aging

Some seniors in Kansas benefit from programs that allow them to stay in their homes. Now, with state budget cuts, waiting lists are cropping up for those services. This, despite the harsh reality that the state saves money, and lots of it, if seniors can remain in their own residences instead of a nursing home.

Guest:

ceedub13 / Wikimedia Commons

As the post-World War II Baby Boom generation inexorably relaxes its grip on the workplace, many who once rocked the night away still want to hold onto all of the youthful diversions they can. Translation: It’s hard to let go of the fun stuff.

Even if it doesn’t make wrinkles disappear, a virtual industry exists to appease the entertainment desires of those whose cherished memories of yesteryear might still be able to put a spring in their step. Translation: Fountain of Youth for sale.

Baby Boomers are aging and as they retire, challenges like financial concerns and health issues loom ahead. And as one generation begins to slow down, how can their younger counterparts harness their collective knowledge and expertise?

Guest:

When I'm 64: Peggy Pape

Apr 13, 2016
Julie Denesha / KCUR 89.3

This profile is part of KCUR’s occasional series, Aging in Place. We’re showcasing the many different faces of 64 in metro Kansas City. 

Name: Peggy Pape

Residence: Kansas City, Missouri

Occupation: Office manager at Parkville Presbyterian Church for 26 years

When I'm 64: Sly James

Apr 13, 2016
Julie Denesha / KCUR 89.3

This profile is part of KCUR’s occasional series, Aging in Place. We’re showcasing the many different faces of 64 in metro Kansas City. 

Name: Sly James

Residence: Kansas City, Missouri

Occupation: Mayor

Julie Denesha / KCUR 89.3

This profile is part of KCUR’s occasional series, Aging in Place. We’re showcasing the many different faces of 64 in metro Kansas City.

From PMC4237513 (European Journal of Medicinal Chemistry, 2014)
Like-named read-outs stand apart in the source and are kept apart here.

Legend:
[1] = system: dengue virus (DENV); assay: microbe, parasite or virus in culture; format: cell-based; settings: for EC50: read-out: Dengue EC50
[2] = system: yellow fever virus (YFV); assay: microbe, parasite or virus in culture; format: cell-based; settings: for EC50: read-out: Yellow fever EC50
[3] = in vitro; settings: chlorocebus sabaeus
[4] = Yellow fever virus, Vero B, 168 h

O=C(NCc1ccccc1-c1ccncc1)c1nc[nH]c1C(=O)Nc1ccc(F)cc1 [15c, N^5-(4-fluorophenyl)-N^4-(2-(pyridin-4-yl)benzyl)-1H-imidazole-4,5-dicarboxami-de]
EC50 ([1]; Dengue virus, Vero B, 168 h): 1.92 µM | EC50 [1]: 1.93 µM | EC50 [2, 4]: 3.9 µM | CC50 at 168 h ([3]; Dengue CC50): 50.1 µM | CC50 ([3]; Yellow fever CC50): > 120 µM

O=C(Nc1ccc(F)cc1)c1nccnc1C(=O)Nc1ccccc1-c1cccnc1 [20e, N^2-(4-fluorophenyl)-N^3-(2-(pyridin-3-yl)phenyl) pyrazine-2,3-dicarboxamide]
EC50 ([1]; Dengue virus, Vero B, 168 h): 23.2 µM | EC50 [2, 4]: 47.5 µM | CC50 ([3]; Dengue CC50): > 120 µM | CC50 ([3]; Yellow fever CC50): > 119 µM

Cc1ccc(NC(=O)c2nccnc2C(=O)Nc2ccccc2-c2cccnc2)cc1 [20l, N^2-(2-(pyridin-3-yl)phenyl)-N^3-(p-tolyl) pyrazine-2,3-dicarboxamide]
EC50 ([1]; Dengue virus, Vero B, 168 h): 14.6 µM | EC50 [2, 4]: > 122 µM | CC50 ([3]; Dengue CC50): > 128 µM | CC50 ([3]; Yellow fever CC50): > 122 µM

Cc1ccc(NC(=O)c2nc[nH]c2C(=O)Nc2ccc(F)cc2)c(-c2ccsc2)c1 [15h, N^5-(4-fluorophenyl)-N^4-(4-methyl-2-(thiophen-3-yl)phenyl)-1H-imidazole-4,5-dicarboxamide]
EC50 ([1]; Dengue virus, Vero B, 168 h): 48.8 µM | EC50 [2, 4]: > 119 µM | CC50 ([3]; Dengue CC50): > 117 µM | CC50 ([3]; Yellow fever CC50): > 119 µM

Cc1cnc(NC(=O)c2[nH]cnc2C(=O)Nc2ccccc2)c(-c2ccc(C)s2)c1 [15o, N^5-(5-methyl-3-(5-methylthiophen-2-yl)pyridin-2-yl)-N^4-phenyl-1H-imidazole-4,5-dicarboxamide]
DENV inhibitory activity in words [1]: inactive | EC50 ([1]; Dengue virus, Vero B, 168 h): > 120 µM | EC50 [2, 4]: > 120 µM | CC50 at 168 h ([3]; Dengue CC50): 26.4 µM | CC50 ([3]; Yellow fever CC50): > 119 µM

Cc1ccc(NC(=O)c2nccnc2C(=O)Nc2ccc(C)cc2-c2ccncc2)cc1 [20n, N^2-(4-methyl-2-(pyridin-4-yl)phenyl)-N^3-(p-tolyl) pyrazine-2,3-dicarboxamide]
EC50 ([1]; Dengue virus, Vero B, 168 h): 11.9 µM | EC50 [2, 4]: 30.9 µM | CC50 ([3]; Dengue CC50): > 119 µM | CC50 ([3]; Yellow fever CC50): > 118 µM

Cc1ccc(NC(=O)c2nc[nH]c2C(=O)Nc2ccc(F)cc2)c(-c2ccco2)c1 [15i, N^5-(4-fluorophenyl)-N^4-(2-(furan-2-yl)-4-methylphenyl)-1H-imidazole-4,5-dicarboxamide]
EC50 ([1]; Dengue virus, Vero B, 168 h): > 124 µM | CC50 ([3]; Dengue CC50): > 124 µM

Name: Marc Inzerillo

Residence: Kansas City, Missouri

Julie Denesha / KCUR 89.3

This profile is part of KCUR’s occasional series, Aging in Place. We’re showcasing the many different faces of 64 in metro Kansas City. 

Name: Jon R. Gray

Residence: Kansas City, Missouri

Occupation: Lawyer for Shook, Hardy & Bacon

What does 64 feel like? “Feels great. It beats the alternative. The alternative would be to not be 64 and be dead somewhere. What I can honestly say is I am truly living the best time of my life.”

Julie Denesha / KCUR 89.3

This profile is part of KCUR’s occasional series, Aging in Place. We’re showcasing the many different faces of 64 in metro Kansas City. 

Name: Linda Salvay

Residence: Overland Park, Kansas

Occupation: “I’m discovering my next career as we speak because for most of my career I’ve been in corporate communications and recently left that. I’m trying to make a career about all the other things I love to do but didn’t have time for.”

Until recently, the idea of living in your parents' basement might have been viewed with some derision. Now, more families here have been stacking two, three — or even four generations — under one roof. We take a close look at the growth of multi-generational living in Kansas City.

Guests:

Courtesy Photo / Ziegler family

Most of the people older than 65 in the Kansas City area live either on their own or with family, meaning a spouse or child or a grandchild. 

But most older people living with grandchildren are the caregivers in the house.  

It was different for me. When my mother died, my husband and three young children moved into the family home to live with my aging father. We lived together for 17 years.

Marcy Oehmke / Linn High School

An estimated 5 million Americans have Alzheimer’s disease.

That number is projected to nearly triple by 2050 as the U.S. population trends older. Currently, there is no cure for the disease and no treatments shown to slow its progress.

Clay County, in north central Kansas, has the nation's highest rate of people on Medicare diagnosed with Alzheimer’s disease or dementia. At 22 percent, it’s roughly double the rate in surrounding counties, as well as state and national averages.

Last month, a Facebook comment published by a member of Kansas Governor Brownback's administration stirred controversy among people offended by her post. When it comes to public issues, should government officials post their personal opinions on social media? The Ethics Professors tackle that, as well as what moral responsibilities adult children have as parents near the end of their lives.

Guests:

Dave Ranney / Heartland Health Monitor